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Test results on dogs that died after visiting Tacoma park leave the cause a mystery

Three dogs have died after visiting Garfield Park in North Tacoma. Metro Parks Tacoma says an investigation is underway.
Three dogs have died after visiting Garfield Park in North Tacoma. Metro Parks Tacoma says an investigation is underway. phaley@thenewstribune.com file, 2014

Two dogs who died after visiting Garfield Park did not have a bacterial disease believed to be the cause, according to Metro Parks Tacoma.

An investigation was launched earlier this week after three dogs died and a fourth became sick. All the dogs regularly visited the park at 400 N. Borough Road.

Leptospirosis was initially suspected, leading one family to put up signs in the park warning visitors not to let their four-legged friends drink from puddles.

The disease is typically spread through the urine of infected animals and can live in water and soil, making it easy to transmit via contaminated water.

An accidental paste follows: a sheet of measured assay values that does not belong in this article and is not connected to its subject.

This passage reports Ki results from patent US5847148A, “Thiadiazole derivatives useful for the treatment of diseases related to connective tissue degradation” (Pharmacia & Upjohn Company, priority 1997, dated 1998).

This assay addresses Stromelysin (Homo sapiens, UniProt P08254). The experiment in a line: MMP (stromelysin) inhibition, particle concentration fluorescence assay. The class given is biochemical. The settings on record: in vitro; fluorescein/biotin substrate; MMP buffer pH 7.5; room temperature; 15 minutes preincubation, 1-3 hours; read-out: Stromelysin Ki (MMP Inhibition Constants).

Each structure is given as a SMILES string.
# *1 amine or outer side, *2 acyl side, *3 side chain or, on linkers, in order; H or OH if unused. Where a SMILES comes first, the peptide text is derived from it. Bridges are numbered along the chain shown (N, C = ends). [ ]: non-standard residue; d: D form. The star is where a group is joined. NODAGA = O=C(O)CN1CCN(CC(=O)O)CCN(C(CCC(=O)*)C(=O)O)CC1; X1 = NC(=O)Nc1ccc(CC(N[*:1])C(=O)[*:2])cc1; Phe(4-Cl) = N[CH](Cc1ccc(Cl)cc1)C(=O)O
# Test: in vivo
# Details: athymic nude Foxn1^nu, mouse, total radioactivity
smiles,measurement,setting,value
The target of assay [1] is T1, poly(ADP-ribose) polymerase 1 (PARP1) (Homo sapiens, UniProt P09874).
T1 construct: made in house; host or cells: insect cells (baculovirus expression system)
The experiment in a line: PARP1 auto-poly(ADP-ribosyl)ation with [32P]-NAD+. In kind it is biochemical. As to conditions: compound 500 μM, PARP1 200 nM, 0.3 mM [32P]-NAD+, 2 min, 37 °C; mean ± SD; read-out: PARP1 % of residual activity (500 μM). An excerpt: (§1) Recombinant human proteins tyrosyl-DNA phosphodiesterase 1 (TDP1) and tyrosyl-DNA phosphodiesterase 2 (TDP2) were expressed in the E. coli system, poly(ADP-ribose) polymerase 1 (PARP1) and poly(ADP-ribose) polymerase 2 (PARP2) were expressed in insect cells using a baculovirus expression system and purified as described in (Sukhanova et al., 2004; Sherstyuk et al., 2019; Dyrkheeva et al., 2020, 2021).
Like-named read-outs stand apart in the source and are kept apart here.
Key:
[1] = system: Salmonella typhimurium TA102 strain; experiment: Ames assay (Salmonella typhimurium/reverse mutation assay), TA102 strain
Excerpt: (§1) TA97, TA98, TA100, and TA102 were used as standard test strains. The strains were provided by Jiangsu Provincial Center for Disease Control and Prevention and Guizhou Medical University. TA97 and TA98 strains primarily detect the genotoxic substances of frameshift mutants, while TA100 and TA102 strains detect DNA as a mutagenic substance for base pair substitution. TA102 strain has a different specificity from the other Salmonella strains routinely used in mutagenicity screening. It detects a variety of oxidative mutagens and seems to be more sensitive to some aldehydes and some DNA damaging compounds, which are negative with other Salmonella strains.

Metro Parks officials said lab results have come back for two of the affected dogs and both tested negative for leptospirosis. Test results for one dog are inconclusive and test results for the fourth are expected to be available next week.

The Tacoma-Pierce County Health Department, which is assisting with the investigation, said it is unaware of any reports made to the state about the disease being found in Garfield Park.

Veterinarians are required to report cases to the state Department of Agriculture.

Although park officials said there appears to be no threat to people, they recommended keeping pets out of the park until they determine what killed the dogs.

Dog owners said they’re still concerned and won’t be taking walks in Garfield Park until the situation is sorted out.

Vicky and Rick Shanaman lost their English sheepdog, Hudson, on Monday. The couple said they took Hudson, 7, for daily walks in the park before he fell ill over the weekend and couldn’t even get into the car on his own.

Gaby Lockwood, who lives nearby, lost her Chihuahua mix Tigger after he exhibited the same symptoms.

Both dogs became lethargic and it was later determined that their kidneys failed.

Anyone with information or concerns is asked to call Metro Parks at 253-305-1030.

Stacia Glenn: 253-597-8653

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